28 June 2016

Rewriting the Rules of the American Economy

Joseph Stiglitz
2015, WW Norton & Co, 256 pages,
ISBN 9780393353129

Reviewer: Matthew Whittaker, Chief Economist, Resolution Foundation

Inequality is a choice. So asserts Nobel-winning economist Joseph E Stiglitz in Rewriting the Rules of the American Economy. That statement rests on the book’s central premise that excessive inequality is the product not of capitalism itself, but of the rules and institutions that have been developed in the US version of that model. A damning indictment of the path trodden by countless policy makers over recent decades certainly, but also a rare example of optimism from the dismal science: after all, choices can be changed. 

 Refreshing too is the book’s focus on solutions as well as problems, with more than one-third of the book dedicated to over 40 distinct recommendations. In sum these policy prescriptions represent a significant shake-up of the status quo, but gratuitous controversy is avoided. The first recommendation advanced deals with updating intellectual property rights. Important no doubt, but hardly the stuff of Occupy placards: this is serious stuff, designed to be taken seriously.

 Indeed, Rewriting the Rules is much closer to a think tank report – with a detailed problem statement and often forensic recommendations – than a standard economics tome. Which is not surprising because that’s how it started out. That it works as a book is testament to the writing skills of the authors (and there are several, despite the solitary use of Stiglitz’s name on the cover). Critics might argue that the references chosen to back up the various claims are somewhat partial, but at least they appear. The lack of outright assertions is admirable given that this is, ultimately, a manifesto.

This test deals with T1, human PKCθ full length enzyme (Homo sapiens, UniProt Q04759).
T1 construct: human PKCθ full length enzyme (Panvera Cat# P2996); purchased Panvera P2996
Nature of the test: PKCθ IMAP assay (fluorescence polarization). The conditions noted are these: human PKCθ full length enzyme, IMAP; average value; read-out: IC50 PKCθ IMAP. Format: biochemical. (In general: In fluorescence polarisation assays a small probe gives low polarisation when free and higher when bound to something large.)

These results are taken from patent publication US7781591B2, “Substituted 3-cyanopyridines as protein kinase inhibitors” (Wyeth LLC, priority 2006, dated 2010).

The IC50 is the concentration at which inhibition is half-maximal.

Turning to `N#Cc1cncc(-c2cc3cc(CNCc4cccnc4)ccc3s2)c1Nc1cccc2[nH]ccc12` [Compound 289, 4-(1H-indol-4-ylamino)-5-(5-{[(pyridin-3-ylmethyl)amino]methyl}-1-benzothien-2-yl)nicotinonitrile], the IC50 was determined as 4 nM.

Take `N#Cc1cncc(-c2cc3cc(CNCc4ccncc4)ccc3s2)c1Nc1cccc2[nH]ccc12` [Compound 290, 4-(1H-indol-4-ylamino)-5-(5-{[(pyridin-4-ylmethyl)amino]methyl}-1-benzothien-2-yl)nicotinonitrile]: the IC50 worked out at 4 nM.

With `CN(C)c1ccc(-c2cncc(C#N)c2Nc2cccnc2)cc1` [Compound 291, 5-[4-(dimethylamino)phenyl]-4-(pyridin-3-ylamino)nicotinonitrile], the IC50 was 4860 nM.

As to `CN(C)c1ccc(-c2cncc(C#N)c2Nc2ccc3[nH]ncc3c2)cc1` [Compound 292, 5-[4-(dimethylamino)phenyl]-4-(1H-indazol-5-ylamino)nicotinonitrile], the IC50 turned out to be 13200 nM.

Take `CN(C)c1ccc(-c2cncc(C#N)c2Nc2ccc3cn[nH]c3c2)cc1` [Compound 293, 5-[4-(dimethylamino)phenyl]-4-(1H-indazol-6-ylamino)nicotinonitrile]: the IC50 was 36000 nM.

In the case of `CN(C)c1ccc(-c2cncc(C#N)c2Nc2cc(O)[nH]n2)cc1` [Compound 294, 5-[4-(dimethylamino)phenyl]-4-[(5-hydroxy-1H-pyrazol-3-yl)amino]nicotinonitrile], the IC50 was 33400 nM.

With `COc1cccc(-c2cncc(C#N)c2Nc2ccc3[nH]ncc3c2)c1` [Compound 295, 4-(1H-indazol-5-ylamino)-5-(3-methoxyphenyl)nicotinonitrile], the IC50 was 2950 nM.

It is of course written primarily for a US audience (and for the next President in particular, whoever she is), but many of the issues will be familiar to UK readers. As someone put it to me, it has the feel of the book Ed Miliband might have written in 2015 had he been given the chance. Certainly it is true that much of the analysis bears repetition in the UK and elsewhere, potentially reflecting the book’s claim that globalisation is leading to the export of the US ‘rules of the game’ around the world. But it would be a mistake to assume that it offers British politicians an off-the-shelf blueprint for election success. Of course there are similarities between the two countries, not least the experience of financial deregulation and rapidly widening inequality in the 1980s. But more recently the pictures on growth and the distribution of its gains appear to have diverged. While living standards were suffering in the UK even before the financial crisis hit, the problem appeared to be one of a generalised slowdown rather than a marked elongating of the income distribution, as in the US.

 Just how much more extreme the US problem appears to be is brought home by the nature of many of the book’s recommendations. Child benefit (no standard payment exists to cover the extra costs associated with parenthood), basic bank accounts (28 per cent of Americans are unbanked or underbanked), paid sick leave (40 per cent of the US workforce has no such access) and paid family leave (prime age female participation in the labour market has been falling over the past 15 years) feel entirely uncontroversial in a British context. Yet here they represent significant new asks.

None of that is a criticism of the book. It is written for a certain time and place, but it is a thoughtful work that asks the reader to consider what more might be done to steer capitalism down a more equitable route: an ambition that is likely to have relevance across the world for many years to come.